By Cheryl Rodewig, The BayonetDecember 11, 2009
If you've ever been curious what food was served at the Last Supper or wondered how baby Moses stayed afloat in a basket of reeds, you are invited to travel back in time and have some of your questions answered at the Explorations in Antiquity Center. This historical museum in LaGrange, Ga., features full-scale archaeological replicas, including a Roman aqueduct, a New Testament cross, a Herodian Period tomb, Israelite and Canaanite altars, a stone quarry, a Judean watchtower and much more.
Unlike any museum I've ever seen, this interactive experience completely immerses you. Not only are the buildings carefully designed based on excavations but the plants reflect flora indigenous to the Middle East.
Standing under a goat hair tent facing a waterfall surrounded by papyrus and bulrush plants, a guide will explain the importance of water to a nomadic desert people. The guide will point out other aspects of the shepherd's daily life, such as a cooking fire, a well and a temporary sheep fold made of sticks. The top of the sticks were set on fire at night to keep predators from stealing sheep.
The Life of the Farmer exhibit features an orchard, with olive trees, almond trees, Cyprus, cedar, fig and pomegranate trees. Near them are located the tools of food production: an oil press, a water wheel, winepress, threshing floor and grape presses.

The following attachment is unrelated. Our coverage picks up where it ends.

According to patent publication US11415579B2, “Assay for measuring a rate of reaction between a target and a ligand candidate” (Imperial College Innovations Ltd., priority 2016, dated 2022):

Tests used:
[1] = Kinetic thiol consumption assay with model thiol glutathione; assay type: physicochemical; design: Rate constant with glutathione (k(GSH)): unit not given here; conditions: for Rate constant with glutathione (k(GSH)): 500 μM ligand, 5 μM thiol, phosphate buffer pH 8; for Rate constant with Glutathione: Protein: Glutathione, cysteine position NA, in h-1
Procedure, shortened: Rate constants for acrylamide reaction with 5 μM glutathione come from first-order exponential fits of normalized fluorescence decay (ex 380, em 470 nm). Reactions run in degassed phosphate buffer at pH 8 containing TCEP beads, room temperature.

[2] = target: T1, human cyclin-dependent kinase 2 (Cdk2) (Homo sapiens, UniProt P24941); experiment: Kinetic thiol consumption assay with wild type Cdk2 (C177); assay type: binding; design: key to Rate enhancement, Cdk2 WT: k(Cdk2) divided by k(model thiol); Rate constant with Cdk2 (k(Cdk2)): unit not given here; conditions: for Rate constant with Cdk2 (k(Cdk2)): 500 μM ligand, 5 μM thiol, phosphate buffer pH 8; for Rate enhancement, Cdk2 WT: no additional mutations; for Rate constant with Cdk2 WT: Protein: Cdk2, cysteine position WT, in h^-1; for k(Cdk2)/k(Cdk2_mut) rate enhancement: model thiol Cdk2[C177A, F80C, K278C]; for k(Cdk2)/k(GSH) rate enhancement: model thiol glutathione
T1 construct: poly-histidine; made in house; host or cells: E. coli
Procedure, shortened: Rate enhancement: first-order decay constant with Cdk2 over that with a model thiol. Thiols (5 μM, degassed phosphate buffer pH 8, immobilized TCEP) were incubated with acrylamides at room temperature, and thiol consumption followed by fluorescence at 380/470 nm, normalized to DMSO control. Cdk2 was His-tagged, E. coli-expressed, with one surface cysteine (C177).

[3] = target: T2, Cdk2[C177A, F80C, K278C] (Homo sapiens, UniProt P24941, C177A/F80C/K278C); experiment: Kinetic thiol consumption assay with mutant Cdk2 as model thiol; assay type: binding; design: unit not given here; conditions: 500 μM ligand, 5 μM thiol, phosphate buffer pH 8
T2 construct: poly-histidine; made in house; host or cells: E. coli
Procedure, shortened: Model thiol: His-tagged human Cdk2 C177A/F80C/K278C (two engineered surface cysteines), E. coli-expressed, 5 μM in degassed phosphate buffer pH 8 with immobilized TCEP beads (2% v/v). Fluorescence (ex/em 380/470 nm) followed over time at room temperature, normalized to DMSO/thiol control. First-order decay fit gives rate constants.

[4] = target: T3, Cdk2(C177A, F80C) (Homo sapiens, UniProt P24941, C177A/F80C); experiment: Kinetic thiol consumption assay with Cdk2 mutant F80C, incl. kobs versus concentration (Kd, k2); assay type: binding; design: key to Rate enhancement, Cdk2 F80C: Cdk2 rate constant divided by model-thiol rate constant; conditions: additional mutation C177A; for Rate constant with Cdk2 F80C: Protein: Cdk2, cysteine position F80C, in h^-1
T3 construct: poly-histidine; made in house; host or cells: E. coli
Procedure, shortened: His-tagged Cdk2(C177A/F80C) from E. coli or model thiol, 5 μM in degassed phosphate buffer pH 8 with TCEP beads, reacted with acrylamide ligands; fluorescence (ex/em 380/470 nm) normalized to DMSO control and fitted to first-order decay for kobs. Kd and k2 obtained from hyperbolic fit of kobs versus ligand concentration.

In the village portion of the courtyard, visitors can climb a tower, walk inside an ancient house and visit the stable.
This realistic setting comes alive during the holidays with guided "Follow the Shepherds Walks." It's the nativity story in all three dimensions. Explore the manger, set inside a rock-cut cave under the star of Bethlehem, and listen to your guide explain the historical and cultural contexts of the first Christmas.
To make your visit to Explorations in Antiquity a completely interactive experience, try adding the element of taste. The Biblical Meal experience includes four courses with more than a dozen different food items. A traditional dinner might include hummus, olives, a dried fruit spread, soup, salad and chicken as well as Passover-specific foods, such as bitter herbs eaten to remind Jews of their bitter slavery in Egypt.
The guide who leads you through the garden will walk you through the traditions and misconceptions related to a first century meal, particularly the Last Supper. DaVinci's famous painting has more than a few factual errors: it pictures rolls instead of unleavened bread, fish instead of lamb, and the disciples would have been reclining on the floor while dining.
My guide, Brian Wynn, explained that we are provided seats in a Roman Period banquet hall for our comfort. If you want to get a glimpse of the type of "upper room" where the real Last Supper would have taken place, a second banquet room features a U-shaped triclinium table.
Explorations in Antiquity has several programs throughout the year. Many are geared toward younger ages, such as the Kid's Dig Experience, where children can search for archaeological finds, and the Shepherd's Bread Experience, where they can prepare bread and butter to eat, wear a desert head covering called a kafiyah and learn a customary Hebrew blessing.
Reservations are required for the bread making, meal experiences and guided tours. Group reservations for the Follow the Shepherds Walks are recommended. The walks begin on the half hour from 6 to 9 p.m. today through Sunday and Dec. 18-20. It's free for active-duty military and $10 for general admission. For more information, call 706-885-0363 or visit www.explorationsinantiquity.net.